Thousands of years previously, a country, now forgotten by all but the sages, was ruled by a wise and just king, though an old king. He was not long for the world, and he was suitably pleased with his achievements.
His son, heir to the throne, had been trained by his father for the task of leadership, and as his father grew weaker, he prepared himself for the onerous task of leadership.
As always, however, there are people not content with being one of the ruled, and feel the need to be the ruler. In this case, it was a Wizard of moderate power, but sharp intellect, and no great youth.
This Wizard, his name long forgotten, and deemed unimportant by the Sages at any rate, realised that he could never amass power on his own without a bloody coup and, most likely, a civil war. This posed a significant risk to his person, and so he used his cunning and devised another way.
To this end, he had a princely armour made. And such a set it was! He spared no expense, and soon it was the most beautiful breastplate a man could set his eyes on. Made of magical metals, detailed in the most artistic way. The smith who constructed it was a genius, and he took his time, for he had been told that it was to be a gift for the Prince himself.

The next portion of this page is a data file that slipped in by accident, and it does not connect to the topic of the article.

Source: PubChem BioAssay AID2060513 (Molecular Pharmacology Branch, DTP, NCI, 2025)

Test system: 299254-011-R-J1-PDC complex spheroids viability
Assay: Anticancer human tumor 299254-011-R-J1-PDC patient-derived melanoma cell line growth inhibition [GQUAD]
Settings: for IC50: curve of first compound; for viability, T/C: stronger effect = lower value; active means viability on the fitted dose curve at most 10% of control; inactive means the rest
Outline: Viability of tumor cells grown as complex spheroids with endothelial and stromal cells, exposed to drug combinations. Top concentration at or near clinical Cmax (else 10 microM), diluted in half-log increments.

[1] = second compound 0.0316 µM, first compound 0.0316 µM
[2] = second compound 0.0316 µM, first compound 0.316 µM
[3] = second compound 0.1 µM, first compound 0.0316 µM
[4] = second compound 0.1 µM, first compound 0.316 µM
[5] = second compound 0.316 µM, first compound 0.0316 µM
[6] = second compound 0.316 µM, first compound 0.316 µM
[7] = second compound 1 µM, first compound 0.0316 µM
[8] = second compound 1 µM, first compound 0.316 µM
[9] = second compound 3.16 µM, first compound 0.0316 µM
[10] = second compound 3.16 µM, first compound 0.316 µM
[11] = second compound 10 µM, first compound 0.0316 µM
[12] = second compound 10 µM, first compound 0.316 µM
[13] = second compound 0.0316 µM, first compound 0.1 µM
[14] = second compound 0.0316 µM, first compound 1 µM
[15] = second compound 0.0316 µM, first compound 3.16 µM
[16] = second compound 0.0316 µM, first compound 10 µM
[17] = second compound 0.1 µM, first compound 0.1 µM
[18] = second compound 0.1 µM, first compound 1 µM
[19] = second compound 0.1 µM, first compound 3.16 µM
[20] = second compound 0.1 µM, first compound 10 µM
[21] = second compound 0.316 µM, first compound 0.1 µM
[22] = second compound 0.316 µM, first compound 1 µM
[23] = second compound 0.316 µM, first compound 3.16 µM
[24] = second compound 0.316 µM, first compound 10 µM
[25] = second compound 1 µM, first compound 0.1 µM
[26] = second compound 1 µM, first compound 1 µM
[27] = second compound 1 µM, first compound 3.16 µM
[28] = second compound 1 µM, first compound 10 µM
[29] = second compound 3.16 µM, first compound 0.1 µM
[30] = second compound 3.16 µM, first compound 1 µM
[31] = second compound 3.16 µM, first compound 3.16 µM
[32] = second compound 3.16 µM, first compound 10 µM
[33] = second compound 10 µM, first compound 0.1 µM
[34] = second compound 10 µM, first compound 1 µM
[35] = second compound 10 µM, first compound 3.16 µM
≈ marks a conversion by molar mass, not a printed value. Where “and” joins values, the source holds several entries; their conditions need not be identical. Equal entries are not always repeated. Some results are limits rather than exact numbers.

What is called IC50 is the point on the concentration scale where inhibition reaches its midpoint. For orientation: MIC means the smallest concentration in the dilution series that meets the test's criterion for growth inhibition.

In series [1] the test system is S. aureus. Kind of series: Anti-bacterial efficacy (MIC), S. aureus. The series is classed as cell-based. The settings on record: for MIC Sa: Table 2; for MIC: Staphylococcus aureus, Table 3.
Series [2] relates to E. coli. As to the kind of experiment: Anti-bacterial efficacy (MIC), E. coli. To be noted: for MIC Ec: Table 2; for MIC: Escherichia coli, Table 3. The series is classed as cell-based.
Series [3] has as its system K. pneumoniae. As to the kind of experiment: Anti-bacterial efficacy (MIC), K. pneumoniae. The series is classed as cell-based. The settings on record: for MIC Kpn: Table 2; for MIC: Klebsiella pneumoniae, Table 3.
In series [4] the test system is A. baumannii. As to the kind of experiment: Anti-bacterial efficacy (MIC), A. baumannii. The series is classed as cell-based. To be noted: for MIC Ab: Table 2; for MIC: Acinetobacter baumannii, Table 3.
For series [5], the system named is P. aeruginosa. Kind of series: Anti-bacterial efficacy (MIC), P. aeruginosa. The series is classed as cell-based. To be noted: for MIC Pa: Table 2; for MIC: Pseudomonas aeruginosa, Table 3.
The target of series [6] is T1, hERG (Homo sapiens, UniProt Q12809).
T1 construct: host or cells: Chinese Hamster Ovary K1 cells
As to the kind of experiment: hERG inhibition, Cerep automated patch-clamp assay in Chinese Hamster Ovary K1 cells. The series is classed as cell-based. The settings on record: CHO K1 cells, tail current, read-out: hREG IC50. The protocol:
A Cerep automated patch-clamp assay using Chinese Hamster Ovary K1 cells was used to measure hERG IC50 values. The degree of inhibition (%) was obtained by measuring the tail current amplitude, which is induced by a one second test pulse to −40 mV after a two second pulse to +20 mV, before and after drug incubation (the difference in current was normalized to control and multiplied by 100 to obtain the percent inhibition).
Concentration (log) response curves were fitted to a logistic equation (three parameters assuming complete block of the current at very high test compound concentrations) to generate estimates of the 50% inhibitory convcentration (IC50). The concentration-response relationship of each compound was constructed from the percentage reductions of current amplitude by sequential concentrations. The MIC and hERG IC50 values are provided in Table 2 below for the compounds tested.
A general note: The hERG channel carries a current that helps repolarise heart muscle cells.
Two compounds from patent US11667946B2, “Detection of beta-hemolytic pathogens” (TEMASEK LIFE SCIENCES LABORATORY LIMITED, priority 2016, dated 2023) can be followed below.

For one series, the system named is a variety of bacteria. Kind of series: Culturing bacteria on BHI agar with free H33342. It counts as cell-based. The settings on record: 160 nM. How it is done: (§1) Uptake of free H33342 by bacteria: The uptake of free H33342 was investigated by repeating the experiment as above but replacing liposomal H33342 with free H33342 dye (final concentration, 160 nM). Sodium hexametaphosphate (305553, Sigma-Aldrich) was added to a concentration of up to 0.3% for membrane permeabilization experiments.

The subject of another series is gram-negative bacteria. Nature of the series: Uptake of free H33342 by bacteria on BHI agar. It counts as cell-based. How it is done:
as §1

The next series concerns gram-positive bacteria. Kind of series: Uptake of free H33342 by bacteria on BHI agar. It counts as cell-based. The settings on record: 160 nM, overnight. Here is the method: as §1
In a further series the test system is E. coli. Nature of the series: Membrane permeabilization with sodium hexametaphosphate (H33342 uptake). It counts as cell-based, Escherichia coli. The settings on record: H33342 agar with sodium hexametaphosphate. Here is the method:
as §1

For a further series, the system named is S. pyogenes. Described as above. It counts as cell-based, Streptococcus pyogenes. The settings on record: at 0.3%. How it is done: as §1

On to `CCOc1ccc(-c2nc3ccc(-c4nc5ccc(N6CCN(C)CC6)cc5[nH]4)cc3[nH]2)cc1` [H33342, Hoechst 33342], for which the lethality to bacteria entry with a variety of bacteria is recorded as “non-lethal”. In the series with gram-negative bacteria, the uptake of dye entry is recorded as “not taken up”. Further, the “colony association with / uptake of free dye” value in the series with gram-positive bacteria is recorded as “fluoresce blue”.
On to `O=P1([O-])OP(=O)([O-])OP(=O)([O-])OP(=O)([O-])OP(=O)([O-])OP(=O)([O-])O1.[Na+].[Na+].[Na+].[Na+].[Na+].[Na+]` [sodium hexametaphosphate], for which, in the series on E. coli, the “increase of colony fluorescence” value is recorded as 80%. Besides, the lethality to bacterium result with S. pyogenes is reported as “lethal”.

What he obviously hadn’t been told was that it was the device was to be used to the Prince’s great detriment.
The wizard, on receiving the armour, was delighted. Who could possibly turn down such a gift? Especially a coronation gift? And so, well pleased with the Smithy’s work, he set to work on forging his own craft into the armour.
He, in his cunning, had come upon a most ingenius plan. But it was one that required the assistance of others, namely his apprentice, to whom he promised a great reward should he follow his instructions.
The wizard, certain of his plan being carried out, worked his magic into the armour. When his plan worked, his mind would be in the Prince’s body, and the Prince’s mind, in the armour. And in order that the armour seem all the more attractive to wear, a small charm was placed upon it to seal the deal.
However, all did not go exactly to plan. Either a slip of the tongue at the wrong moment gone unnoticed, or perhaps it was something else, but the armour’s curse was impaired.
Shortly, the King died, and the Prince was to be crowned King.
At first the curse worked fine. The wizard donned his armour shortly before the Prince was coronated, and instantly fell into a coma from which he was never to awaken, his mind held within the armour itself. The apprentice, expecting this, followed his master’s instructions to the letter, and removed the armour, and sent it via a prearranged courier as a gift to the Prince.